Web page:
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The Courage to Tell Their Stories
In South Dakota, Native Americans organize for change.

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Chase Iron Eyes

In 2005, Native Americans in South Dakota reached out to human rights lawyers because more than 700 Native American children in South Dakota were taken from their families every year. Here, Chase Iron Eyes, South Dakota counsel for the Lakota People’s Law Project, and Sara Nelson, its executive director, describe how people came together to bring about change:

Q: What led the Native American community to organize to reform child welfare?

Iron Eyes: Life on the reservation is defined by extremes. On the one side, we have beautiful ceremonial aspects to our lives, including respect for the land and a relationship with sacred sites. On the other side, we’re impacted by poverty and substance abuse and a lack of hope.

The destruction of our economic way of life and the boarding school era, when thousands of Native Americans were stolen from their families and sent to White-run boarding schools, had a deep impact on our community. My grandparents went to those boarding schools. My own mother went to one of those schools. Their intent was to break the family unit. I grew up with the effects of that. I never had a dad. My mother had a substance abuse problem until I was in 10th grade, when Lakota religious traditions helped her find stability and healing.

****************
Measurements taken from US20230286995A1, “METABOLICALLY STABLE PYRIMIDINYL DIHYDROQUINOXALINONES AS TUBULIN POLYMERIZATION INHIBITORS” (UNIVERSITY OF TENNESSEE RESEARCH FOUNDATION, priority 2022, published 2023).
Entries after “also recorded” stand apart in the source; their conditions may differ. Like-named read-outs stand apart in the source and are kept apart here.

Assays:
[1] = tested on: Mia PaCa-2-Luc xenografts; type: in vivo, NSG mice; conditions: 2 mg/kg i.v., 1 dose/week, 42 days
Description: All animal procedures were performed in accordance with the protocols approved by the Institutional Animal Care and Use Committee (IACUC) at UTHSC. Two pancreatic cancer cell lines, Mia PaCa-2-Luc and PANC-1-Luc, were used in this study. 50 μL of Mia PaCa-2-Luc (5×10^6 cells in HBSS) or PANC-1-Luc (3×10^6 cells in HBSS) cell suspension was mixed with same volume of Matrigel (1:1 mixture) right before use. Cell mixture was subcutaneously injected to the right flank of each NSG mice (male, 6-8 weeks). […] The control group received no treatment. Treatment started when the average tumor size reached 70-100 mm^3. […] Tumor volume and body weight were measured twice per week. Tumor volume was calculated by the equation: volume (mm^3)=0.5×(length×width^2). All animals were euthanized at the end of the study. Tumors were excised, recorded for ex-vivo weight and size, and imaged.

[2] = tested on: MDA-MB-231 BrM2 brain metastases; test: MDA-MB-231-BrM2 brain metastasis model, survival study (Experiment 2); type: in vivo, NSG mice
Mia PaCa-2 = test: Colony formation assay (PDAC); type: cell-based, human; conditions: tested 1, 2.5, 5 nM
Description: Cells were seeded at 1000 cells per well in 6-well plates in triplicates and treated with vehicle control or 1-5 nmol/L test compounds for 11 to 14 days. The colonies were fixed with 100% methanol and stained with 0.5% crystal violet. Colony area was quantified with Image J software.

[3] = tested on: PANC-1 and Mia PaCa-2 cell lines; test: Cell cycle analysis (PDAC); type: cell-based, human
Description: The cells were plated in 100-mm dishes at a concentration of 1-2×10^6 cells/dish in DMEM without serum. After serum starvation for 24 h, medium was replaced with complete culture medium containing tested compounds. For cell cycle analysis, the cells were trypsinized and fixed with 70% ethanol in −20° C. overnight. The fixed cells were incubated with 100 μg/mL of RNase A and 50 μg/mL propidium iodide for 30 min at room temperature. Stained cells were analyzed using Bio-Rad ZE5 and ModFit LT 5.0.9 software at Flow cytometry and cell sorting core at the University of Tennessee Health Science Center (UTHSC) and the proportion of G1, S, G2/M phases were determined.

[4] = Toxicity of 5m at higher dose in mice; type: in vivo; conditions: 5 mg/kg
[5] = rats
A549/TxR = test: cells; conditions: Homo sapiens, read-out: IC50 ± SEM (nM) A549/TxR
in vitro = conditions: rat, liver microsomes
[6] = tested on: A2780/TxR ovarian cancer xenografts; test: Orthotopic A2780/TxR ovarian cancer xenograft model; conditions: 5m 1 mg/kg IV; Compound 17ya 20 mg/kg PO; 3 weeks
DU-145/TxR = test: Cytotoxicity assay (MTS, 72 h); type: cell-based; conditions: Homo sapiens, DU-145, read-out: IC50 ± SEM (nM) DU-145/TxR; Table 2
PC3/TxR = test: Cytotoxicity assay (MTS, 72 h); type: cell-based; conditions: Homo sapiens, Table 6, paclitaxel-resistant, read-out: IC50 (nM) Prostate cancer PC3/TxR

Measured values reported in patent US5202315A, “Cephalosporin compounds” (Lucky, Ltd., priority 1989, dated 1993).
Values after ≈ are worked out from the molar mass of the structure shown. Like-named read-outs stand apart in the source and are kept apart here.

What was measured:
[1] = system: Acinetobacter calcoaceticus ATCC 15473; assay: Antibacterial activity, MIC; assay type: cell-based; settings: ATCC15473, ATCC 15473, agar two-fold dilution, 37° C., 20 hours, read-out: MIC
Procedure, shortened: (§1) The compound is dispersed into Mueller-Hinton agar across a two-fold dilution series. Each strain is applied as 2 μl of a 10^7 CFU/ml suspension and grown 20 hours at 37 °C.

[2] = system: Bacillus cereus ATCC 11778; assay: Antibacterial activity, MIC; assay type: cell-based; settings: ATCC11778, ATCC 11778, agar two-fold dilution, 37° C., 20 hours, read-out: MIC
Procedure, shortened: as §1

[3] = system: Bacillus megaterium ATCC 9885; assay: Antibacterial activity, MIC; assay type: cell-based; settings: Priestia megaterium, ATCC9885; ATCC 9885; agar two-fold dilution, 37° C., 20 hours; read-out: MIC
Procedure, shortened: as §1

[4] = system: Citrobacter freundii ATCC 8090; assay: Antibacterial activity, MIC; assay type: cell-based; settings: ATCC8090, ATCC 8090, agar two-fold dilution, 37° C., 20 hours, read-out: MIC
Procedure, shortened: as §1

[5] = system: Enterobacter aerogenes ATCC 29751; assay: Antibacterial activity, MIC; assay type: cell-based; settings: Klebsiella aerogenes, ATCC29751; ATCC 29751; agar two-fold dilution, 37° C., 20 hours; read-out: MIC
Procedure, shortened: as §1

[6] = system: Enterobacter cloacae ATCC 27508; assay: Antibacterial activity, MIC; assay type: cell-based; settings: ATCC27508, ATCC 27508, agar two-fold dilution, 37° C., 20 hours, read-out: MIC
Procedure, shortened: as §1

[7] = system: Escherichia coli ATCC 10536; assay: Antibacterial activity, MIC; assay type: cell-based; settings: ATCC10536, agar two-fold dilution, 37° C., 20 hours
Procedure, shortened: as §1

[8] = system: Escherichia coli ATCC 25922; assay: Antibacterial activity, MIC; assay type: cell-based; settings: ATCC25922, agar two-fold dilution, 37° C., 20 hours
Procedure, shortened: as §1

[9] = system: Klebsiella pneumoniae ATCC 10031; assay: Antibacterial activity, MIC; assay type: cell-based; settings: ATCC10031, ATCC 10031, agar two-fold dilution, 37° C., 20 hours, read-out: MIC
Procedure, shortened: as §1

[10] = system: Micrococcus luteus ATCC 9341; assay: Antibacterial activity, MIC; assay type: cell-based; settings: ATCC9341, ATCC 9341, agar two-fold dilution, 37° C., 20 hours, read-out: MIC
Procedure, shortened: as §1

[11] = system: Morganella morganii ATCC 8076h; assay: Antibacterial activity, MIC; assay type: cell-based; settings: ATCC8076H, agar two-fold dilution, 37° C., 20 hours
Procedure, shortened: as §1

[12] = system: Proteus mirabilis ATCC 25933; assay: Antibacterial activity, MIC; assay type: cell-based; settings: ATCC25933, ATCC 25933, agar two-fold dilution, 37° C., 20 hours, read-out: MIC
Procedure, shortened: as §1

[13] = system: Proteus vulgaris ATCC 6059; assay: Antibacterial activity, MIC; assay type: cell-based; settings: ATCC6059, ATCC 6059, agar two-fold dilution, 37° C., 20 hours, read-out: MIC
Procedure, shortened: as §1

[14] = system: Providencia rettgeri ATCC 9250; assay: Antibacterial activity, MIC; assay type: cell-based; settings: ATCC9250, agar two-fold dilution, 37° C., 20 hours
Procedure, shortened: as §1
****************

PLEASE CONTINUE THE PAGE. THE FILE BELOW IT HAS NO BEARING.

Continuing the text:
Q: How did the Lakota People’s Law Project get started?

Iron Eyes: Hundreds of children were being taken without proper investigations. In 2005, some grandmothers got together to try to change the situation. They didn’t have money and they didn’t know how to fight the system. But they got public interest lawyer Danny Sheehan of the Romero Institute to meet with them.

Nelson: Danny is a lawyer with many years of interviewing witnesses and he found the stories of the parents and grandparents he interviewed very credible. But when he talked to government officials, he found them unwilling to listen to the concerns of the community.

Iron Eyes: In fact, transcripts of the hearings that happen 48 hours after a child is taken into custody show that these hearings lasted only 4 minutes, on average, and more than 90% ended with a decision for the children to remain in care. Sometimes parents weren’t given a chance to speak or even told about the hearings. Then, more than 90% of Native American children were placed with non-Native families.

Nelson: In 2006, we opened a small office. There was a lot of fear—a lot. But plenty of parents and grandparents had the courage to come forward to tell their stories.

Q: What has changed?

Nelson: In 2011, two big things happened. First there was a lot of public attention to a case of a couple that had adopted Native American children out of foster care and abused them. When the children had asked the child welfare system for help, officials insisted they were lying. Then National Public Radio ran a series on the child welfare system’s treatment of Native Americans in South Dakota. Members of the United States Congress began asking for a hearing to investigate what was going on.

Now, eight of the nine reservations in South Dakota applied to receive a grant from the federal government to plan and prepare to run their own child welfare systems. One tribe has already received it. If they are approved, the tribes can recruit foster parents, improve their court system, and build their capacity to strengthen parenting and heal trauma on the reservations rather than create new trauma.

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